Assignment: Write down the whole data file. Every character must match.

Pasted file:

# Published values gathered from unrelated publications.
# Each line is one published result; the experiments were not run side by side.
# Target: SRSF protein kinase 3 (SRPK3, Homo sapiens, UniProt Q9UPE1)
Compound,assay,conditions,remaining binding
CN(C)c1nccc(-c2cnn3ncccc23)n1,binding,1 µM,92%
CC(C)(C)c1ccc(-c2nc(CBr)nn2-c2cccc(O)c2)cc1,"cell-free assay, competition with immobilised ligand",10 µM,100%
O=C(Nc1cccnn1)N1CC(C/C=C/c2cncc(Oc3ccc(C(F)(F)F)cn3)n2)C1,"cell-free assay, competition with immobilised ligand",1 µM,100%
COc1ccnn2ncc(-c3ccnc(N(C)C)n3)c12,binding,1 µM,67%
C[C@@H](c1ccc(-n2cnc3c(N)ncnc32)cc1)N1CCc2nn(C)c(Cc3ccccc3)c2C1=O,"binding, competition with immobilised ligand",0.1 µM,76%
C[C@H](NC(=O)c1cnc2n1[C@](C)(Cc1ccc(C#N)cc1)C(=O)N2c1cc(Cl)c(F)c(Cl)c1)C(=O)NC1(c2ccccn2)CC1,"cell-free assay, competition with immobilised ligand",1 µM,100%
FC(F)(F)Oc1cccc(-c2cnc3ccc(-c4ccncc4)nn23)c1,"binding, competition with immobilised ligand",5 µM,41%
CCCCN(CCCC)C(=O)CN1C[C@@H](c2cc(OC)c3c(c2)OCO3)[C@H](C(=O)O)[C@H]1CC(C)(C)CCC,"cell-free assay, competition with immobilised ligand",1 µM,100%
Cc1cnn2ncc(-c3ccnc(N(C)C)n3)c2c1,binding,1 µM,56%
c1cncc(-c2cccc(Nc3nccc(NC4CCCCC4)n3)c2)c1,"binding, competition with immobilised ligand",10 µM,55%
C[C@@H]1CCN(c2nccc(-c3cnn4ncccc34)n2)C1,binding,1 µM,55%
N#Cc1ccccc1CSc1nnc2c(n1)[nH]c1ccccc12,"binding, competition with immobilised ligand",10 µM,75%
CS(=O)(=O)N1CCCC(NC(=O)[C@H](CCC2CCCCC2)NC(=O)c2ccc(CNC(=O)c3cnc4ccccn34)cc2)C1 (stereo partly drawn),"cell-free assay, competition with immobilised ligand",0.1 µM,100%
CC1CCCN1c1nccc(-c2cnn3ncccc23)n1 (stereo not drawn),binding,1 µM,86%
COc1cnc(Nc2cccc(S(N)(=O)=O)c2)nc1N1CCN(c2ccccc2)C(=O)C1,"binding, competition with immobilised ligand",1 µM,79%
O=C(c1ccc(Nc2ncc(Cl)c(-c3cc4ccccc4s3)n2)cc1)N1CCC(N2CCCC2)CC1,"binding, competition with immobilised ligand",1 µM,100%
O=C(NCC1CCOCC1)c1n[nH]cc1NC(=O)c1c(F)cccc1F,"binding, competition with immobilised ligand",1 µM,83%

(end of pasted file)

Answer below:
# Published values gathered from unrelated publications.
# Each line is one published result; the experiments were not run side by side.
# Target: SRSF protein kinase 3 (SRPK3, Homo sapiens, UniProt Q9UPE1)
Compound,assay,conditions,remaining binding
CN(C)c1nccc(-c2cnn3ncccc23)n1,binding,1 µM,92%
CC(C)(C)c1ccc(-c2nc(CBr)nn2-c2cccc(O)c2)cc1,"cell-free assay, competition with immobilised ligand",10 µM,100%
O=C(Nc1cccnn1)N1CC(C/C=C/c2cncc(Oc3ccc(C(F)(F)F)cn3)n2)C1,"cell-free assay, competition with immobilised ligand",1 µM,100%
COc1ccnn2ncc(-c3ccnc(N(C)C)n3)c12,binding,1 µM,67%
C[C@@H](c1ccc(-n2cnc3c(N)ncnc32)cc1)N1CCc2nn(C)c(Cc3ccccc3)c2C1=O,"binding, competition with immobilised ligand",0.1 µM,76%
C[C@H](NC(=O)c1cnc2n1[C@](C)(Cc1ccc(C#N)cc1)C(=O)N2c1cc(Cl)c(F)c(Cl)c1)C(=O)NC1(c2ccccn2)CC1,"cell-free assay, competition with immobilised ligand",1 µM,100%
FC(F)(F)Oc1cccc(-c2cnc3ccc(-c4ccncc4)nn23)c1,"binding, competition with immobilised ligand",5 µM,41%
CCCCN(CCCC)C(=O)CN1C[C@@H](c2cc(OC)c3c(c2)OCO3)[C@H](C(=O)O)[C@H]1CC(C)(C)CCC,"cell-free assay, competition with immobilised ligand",1 µM,100%
Cc1cnn2ncc(-c3ccnc(N(C)C)n3)c2c1,binding,1 µM,56%
c1cncc(-c2cccc(Nc3nccc(NC4CCCCC4)n3)c2)c1,"binding, competition with immobilised ligand",10 µM,55%
C[C@@H]1CCN(c2nccc(-c3cnn4ncccc34)n2)C1,binding,1 µM,55%
N#Cc1ccccc1CSc1nnc2c(n1)[nH]c1ccccc12,"binding, competition with immobilised ligand",10 µM,75%
CS(=O)(=O)N1CCCC(NC(=O)[C@H](CCC2CCCCC2)NC(=O)c2ccc(CNC(=O)c3cnc4ccccn34)cc2)C1 (stereo partly drawn),"cell-free assay, competition with immobilised ligand",0.1 µM,100%
CC1CCCN1c1nccc(-c2cnn3ncccc23)n1 (stereo not drawn),binding,1 µM,86%
COc1cnc(Nc2cccc(S(N)(=O)=O)c2)nc1N1CCN(c2ccccc2)C(=O)C1,"binding, competition with immobilised ligand",1 µM,79%
O=C(c1ccc(Nc2ncc(Cl)c(-c3cc4ccccc4s3)n2)cc1)N1CCC(N2CCCC2)CC1,"binding, competition with immobilised ligand",1 µM,100%
O=C(NCC1CCOCC1)c1n[nH]cc1NC(=O)c1c(F)cccc1F,"binding, competition with immobilised ligand",1 µM,83%